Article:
How FDA Regulates 3D Printed Medical Devices

by | Mar 22, 2019 | 3D Printing, FDA, Medical Devices

3D printing has a multitude of applications in the medical device field. Right from the inception of the additive manufacturing technique, engineers have been working on how this technology can serve the health care industry. Additive manufacturing has the capability to manufacture devices that match the patient-specific anatomy using the medical images of the patients. FDA calls these devices patient-matched devices.

If you are a medical device manufacturer and if you are thinking about manufacturing a 3D printed medical device, this blog will help you understand how FDA regulates 3D printed devices and how you can be prepared for it. FDA released a guidance document in Dec 2017 titled ‘Technical Considerations for Additive Manufactured Medical Devices’.

The guidance provides information on the design and manufacturing considerations for the manufacturers as well as device testing, material, and quality system requirements. Depending on the type of the additive manufacturing process you follow, the specific material requirements will be applicable.

FDA anticipates that devices manufactured using the additive manufacturing technique will follow the same regulatory requirements and submission expectations as the classification and/or regulation to which a device manufactured by non-additive manufacturing technique of the same type is produced.

For Patient matched devices, these devices are based on a standard sized template or may be produced within a defined design or performance envelope. According to the FDA, most patient-matched devices will fall within the existing regulatory pathway for that particular type of device.

FDA expects the following information in the pre-market submission of a 3D printed medical device:1

Device Description: Since 3D printed devices do not have discrete device sizes, especially in cases of the patient-matched device, FDA recommends identifying a range of device sizes along with the additive manufacturing techniques used to produce that device. FDA also recommends describing and identifying the critical features of the device in the technical drawings.

Mechanical Testing Performed: A device manufactured using the additive manufacturing technique will have to undergo similar performance testing as a device manufactured by traditional methods according to the FDA. However, not all testing requirements will vary depending on the type of additive manufacturing process used.

Dimensional Measurements: FDA recommends to the manufacturers to specify the dimensional tolerances and measurements for the worst-case manufactured device. Measurements should be taken from samples from multiple build cycles and an appropriate sampling scheme should be applied.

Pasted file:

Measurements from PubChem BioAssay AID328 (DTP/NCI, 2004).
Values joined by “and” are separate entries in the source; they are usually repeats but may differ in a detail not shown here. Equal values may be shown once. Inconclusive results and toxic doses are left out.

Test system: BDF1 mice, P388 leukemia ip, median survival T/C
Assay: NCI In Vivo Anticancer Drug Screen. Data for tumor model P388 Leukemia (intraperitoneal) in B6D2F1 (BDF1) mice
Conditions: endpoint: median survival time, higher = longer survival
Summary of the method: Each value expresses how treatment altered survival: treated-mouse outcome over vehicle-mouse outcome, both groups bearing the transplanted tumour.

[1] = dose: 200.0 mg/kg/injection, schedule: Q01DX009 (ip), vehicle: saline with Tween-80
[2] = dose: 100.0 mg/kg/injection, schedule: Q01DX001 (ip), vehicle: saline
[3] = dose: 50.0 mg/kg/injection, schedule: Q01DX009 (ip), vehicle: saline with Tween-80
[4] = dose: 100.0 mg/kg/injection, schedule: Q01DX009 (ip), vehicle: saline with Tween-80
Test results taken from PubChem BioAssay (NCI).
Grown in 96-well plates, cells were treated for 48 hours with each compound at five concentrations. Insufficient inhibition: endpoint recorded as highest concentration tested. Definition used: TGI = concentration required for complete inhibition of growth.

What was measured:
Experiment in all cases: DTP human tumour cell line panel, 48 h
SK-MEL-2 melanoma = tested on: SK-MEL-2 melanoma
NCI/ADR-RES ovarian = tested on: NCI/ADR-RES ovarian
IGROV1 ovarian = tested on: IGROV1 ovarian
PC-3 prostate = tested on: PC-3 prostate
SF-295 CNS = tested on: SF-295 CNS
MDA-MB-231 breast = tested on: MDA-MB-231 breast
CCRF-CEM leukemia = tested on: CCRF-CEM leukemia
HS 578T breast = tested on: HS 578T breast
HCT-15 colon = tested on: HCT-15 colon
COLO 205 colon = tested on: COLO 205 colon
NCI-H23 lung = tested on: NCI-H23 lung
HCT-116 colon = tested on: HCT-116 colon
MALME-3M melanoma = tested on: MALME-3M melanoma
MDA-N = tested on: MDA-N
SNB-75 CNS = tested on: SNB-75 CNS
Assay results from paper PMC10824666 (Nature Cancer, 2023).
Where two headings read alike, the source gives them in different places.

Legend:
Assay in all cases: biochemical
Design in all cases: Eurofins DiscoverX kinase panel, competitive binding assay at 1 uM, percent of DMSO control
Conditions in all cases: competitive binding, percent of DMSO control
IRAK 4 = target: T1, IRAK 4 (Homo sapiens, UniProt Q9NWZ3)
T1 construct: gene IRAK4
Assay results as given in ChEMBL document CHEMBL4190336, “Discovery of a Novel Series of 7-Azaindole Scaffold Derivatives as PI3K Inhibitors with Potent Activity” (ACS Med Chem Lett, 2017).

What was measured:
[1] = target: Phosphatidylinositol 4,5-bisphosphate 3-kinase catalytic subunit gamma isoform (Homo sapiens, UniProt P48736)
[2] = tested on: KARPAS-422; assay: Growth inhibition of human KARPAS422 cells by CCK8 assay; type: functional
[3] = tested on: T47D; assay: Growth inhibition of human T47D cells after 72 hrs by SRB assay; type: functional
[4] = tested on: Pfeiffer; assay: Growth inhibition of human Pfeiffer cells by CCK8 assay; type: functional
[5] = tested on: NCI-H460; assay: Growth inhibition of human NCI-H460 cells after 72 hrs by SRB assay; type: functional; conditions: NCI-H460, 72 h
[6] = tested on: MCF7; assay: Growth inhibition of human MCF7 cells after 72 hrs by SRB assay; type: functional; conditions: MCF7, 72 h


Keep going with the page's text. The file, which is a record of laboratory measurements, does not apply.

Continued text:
Material Characterization: Additive manufacturing technologies have a tendency to modify or alter the starting material. Hence, FDA recommends identification of all the physical and the chemical properties of the manufacturing material. Especially, in case of Polymers, where the chemistry can be altered which can result in the undesired formation of chemical entities, which can adversely affect the biocompatibility of the material.

Removing Manufacturing Material Residues and Sterilization: Because of the versatile nature of additive manufacturing to allow for the creation of porous structures and cavities, it can increase the difficulty in removing the material residues. FDA recommends validating the residue removal process for the worst-case condition (greatest amount of residue), which is capable of reducing the residue to levels that do not adversely affect the quality, performance and sterilization process of the device.

Biocompatibility: FDA recommends evaluating the biocompatibility of the finished device in accordance with the guidance: “Use of International Standard ISO-10993, “Biological Evaluation of Medical Devices Part 1: Evaluation and Testing within a Risk Management Process.”

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1FDA (Dec 2017) Technical Considerations for Additive Manufactured Medical Devices retrieved on 03/18/2019 from


Nikita Angane

Nikita Angane

Solutions Delivery Specialist - Ms. Angane is a Bioengineering graduate with experience in medical device commercialization, product development, quality system compliance and regulatory affairs. Her portfolio includes working on medical devices, combination products, and pharmaceuticals. As a Solutions Delivery Specialist at EMMA International, she offers her expertise to help our clients achieve an effective and sustainable quality system, and develop regulatory strategies for market access and compliance of new products in the US and international markets. Ms. Angane earned a Bachelor of Engineering in Biomedical Engineering from the University of Mumbai, India and an M.S. in Bioengineering from University of Illinois at Chicago.

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